SYDNEY (Reuters) - Australia’s Qantas Airways (QAN.AX) has agreed a pay deal with its engineers, one of three unions that the airline has had a stand off with for more than a year, a union representative said.
The deal, which gives engineers a 3 percent pay rise over three years, would be presented to the country’s labour umpire later on Monday, the secretary of the engineers union, Steve Purvinas, said.
“The deal secures jobs onshore,” he said. “I hope the other two unions follow us.”
Disputes with unions representing baggage handlers, caterers and pilots are expected to go into arbitration next year.
The stand-off with the unions led to Qantas management grounding the entire fleet in October in an attempt to force a resolution. The strikes and grounding cost Qantas A$194 million ($193.82 million) and forced the labour umpire to intervene.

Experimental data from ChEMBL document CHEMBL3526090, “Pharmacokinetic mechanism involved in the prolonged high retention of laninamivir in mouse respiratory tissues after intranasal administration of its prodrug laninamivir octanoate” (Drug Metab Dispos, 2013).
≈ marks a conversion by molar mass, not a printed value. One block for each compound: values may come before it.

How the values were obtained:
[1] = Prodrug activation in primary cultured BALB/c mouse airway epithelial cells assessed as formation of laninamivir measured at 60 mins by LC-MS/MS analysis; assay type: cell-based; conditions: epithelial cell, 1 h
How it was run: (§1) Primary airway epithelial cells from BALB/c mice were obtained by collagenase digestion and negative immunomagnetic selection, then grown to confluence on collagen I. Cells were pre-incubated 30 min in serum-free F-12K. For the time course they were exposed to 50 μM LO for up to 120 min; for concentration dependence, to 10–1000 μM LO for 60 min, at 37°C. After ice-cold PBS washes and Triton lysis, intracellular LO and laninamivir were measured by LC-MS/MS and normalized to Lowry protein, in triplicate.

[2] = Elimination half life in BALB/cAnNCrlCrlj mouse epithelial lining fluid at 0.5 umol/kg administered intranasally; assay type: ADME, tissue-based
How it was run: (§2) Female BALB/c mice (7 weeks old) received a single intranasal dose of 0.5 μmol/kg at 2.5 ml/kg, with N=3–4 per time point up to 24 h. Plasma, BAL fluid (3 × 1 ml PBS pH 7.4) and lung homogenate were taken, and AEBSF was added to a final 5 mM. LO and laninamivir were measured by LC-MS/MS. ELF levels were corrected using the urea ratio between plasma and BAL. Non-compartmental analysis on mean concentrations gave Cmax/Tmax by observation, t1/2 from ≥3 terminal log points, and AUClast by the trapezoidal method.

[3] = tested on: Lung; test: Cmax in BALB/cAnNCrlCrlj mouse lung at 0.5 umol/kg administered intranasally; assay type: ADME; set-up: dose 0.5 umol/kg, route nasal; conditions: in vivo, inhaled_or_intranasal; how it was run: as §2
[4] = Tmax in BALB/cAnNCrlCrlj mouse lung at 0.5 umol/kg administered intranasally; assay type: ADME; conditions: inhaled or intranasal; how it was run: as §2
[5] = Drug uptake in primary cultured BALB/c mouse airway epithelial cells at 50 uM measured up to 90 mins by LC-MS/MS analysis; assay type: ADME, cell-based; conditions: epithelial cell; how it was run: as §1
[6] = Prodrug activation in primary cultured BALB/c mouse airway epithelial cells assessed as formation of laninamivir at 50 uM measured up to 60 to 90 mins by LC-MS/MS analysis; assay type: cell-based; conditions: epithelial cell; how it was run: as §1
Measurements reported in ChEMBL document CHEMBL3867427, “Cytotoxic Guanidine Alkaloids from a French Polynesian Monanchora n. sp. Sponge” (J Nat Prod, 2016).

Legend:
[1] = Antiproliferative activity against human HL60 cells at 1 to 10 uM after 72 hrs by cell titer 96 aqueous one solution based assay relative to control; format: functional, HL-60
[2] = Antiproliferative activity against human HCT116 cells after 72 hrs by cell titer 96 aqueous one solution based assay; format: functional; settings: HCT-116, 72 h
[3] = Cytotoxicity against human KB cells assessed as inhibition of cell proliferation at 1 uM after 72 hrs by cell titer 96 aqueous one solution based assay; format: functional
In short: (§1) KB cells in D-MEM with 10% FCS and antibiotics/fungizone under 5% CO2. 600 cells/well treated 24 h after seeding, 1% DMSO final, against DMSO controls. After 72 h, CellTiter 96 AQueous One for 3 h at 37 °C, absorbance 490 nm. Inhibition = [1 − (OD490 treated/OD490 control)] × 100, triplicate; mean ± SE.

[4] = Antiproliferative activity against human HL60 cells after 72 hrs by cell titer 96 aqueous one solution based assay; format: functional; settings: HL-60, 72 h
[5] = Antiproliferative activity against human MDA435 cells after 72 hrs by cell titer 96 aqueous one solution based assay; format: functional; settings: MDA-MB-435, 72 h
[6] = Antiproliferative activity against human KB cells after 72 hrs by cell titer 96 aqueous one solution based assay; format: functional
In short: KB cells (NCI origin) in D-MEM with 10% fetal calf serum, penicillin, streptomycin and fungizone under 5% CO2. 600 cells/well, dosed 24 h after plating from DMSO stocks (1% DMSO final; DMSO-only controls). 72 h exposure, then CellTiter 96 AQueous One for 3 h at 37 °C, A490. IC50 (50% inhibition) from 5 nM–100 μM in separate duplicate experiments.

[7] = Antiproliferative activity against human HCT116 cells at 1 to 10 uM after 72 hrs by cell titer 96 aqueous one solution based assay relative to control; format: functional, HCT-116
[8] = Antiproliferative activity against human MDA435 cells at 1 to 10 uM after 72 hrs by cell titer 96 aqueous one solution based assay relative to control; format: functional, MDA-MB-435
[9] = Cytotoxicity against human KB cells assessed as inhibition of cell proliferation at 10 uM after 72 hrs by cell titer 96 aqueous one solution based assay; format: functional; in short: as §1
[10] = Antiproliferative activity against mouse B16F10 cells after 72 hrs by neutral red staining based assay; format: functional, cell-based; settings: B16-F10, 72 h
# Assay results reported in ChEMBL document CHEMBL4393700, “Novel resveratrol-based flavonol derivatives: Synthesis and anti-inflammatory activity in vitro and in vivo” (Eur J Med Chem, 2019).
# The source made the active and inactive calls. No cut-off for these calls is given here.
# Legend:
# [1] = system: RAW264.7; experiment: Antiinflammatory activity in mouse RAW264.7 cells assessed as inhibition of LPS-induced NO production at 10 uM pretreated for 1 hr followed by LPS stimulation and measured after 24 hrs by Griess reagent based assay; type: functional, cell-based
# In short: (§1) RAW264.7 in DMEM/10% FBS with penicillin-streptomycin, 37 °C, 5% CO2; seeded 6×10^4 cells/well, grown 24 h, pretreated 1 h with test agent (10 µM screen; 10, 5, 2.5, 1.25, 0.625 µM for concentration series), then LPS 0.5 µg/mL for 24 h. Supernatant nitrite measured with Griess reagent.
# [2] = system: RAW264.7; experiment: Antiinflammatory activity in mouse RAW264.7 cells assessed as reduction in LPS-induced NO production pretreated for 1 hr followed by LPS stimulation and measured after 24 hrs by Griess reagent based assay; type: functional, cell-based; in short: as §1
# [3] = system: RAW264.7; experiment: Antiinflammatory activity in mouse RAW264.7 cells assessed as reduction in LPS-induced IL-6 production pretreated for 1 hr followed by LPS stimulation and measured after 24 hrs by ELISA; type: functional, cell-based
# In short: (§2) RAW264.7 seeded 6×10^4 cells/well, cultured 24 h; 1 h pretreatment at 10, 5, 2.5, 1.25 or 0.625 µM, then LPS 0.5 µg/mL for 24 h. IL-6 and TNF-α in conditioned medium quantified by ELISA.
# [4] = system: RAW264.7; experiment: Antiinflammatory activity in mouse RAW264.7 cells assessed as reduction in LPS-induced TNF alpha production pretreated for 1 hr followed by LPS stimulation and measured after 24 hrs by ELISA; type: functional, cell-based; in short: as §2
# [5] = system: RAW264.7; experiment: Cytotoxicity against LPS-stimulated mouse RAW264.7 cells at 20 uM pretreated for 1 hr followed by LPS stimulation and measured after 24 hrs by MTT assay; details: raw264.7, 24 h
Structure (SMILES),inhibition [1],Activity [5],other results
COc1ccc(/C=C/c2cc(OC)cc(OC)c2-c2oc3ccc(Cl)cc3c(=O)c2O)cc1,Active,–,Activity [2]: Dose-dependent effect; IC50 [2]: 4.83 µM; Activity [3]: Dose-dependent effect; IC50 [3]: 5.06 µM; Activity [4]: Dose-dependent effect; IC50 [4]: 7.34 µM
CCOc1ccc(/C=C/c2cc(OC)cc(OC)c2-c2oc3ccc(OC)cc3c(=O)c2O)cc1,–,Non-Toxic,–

Under the deal with the engineers, a new licence category has been brought in for engineers and the union has backed away from a demand for a hangar to be built to allow heavy maintenance on Airbus A380 double-decker jumbos in Australia, instead of in Asia.
Qantas could not immediately be reached for comment.
Qantas shares were 0.3 percent lower in early trade compared to a 1.2 percent fall by the broader market .
Reporting by Narayanan Somasundaram; Editing by Ed Davies